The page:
Delaware House of Representatives
Party As of October 2014 After the 2014 Election
     Democratic Party 27 Pending
     Republican Party 14 Pending
Total 41 41
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Competitiveness

Using the official candidate lists from each state, Ballotpedia staff analyzes each district's election to look at the following circumstances:

  • Is the incumbent running for re-election?
  • If an incumbent is running, do they face a primary challenger?
  • Are both major parties represented on the general election ballot?

In Delaware's 2014 elections, those circumstances break down as follows:[4]

  • There is one open seat (2.0%) in the two chambers.
  • A total of ten incumbents (20.0%) face a primary challenger.
  • 25 districts (49.0%) will feature a Democratic and Republican candidate on the general election ballot.

The following table puts the 2014 data into historical context. Overall index is calculated as the average of the three circumstances.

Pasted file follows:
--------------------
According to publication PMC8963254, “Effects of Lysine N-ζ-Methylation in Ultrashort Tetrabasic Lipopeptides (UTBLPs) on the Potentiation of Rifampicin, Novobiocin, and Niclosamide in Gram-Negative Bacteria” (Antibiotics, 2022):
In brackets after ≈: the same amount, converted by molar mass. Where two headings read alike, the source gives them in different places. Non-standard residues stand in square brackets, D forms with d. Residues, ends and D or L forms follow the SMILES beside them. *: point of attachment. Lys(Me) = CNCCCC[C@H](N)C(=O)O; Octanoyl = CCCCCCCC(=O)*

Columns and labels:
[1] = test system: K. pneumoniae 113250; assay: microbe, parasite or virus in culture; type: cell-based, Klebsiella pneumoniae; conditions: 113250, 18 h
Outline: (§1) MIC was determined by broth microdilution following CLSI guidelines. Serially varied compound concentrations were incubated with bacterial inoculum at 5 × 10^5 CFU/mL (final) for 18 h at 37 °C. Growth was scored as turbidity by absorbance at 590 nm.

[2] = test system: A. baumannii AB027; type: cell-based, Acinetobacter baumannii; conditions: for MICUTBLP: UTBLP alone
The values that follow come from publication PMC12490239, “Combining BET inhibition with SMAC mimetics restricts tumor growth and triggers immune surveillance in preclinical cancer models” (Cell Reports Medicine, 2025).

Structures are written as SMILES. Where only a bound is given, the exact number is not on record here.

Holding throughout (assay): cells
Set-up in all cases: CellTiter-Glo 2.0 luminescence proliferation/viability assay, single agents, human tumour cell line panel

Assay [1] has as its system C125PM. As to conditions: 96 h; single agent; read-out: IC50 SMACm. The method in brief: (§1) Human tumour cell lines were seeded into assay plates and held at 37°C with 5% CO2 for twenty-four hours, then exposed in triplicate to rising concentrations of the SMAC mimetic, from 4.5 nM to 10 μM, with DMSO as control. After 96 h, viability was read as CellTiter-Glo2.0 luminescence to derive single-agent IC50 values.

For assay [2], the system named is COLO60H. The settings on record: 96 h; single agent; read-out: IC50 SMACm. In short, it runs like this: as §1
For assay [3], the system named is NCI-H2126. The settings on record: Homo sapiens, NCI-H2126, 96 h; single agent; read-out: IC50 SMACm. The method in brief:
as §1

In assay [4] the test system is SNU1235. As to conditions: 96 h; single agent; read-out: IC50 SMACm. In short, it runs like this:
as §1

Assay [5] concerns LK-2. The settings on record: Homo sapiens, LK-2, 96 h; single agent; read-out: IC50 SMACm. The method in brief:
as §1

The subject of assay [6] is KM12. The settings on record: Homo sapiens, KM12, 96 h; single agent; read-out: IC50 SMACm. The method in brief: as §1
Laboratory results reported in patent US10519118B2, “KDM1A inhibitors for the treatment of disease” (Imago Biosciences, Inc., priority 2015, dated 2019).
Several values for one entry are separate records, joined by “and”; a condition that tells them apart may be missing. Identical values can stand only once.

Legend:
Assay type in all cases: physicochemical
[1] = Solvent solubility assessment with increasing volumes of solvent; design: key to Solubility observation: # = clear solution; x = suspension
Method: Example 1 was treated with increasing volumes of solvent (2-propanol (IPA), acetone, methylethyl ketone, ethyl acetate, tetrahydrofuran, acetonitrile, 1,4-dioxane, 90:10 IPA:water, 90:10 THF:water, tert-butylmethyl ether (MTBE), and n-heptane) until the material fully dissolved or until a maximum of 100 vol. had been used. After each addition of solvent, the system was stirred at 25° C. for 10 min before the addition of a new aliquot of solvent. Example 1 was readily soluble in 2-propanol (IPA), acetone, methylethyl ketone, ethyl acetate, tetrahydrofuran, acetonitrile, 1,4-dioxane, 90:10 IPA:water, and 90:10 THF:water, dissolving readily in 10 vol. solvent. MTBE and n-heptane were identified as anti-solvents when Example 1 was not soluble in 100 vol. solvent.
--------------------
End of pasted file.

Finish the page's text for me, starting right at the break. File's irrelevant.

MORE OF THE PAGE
Comparing Delaware Competitiveness over the Years
Year  % Incs retiring  % incs rank  % Incs facing primary  % Incs primary rank  % seats with 2 MPC  % seats with 2 MPC rank Overall Index Overall Index Rank
2010 9.6% 35 10.6% 35 42.3% 32 20.8 44
2012 16.1% 31 18.9% 28 38.7% 37 24.6 40
2014 2.0% Pending 20.0% Pending 49.0% Pending 23.7 Pending

Senate

The following table details competitiveness in the Delaware State Senate.

Delaware Senate Competitiveness
 % Incs retiring  % Incs facing primary  % seats with 2 MPC Overall Index
0.0% 20.0% 50.0% 23.3

Candidates unopposed by a major party

In five of the ten districts up for election in 2014, there is only one major party candidate running for election. Five Democrats are guaranteed election in November barring unforeseen circumstances.

Two major party candidates will face off in the general election in five of the ten districts up for election. None of those districts held competitive elections in 2012. One district up for election in 2014 that has only one major party candidate this year held a competitive election in 2012.

Previously Competitive, Now Unopposed

  • District 4: Gregory F. Lavelle (R) is unopposed in both the Republican primary and general election. Lavelle won by a margin of victory of 3 percent in 2012.

Primary challenges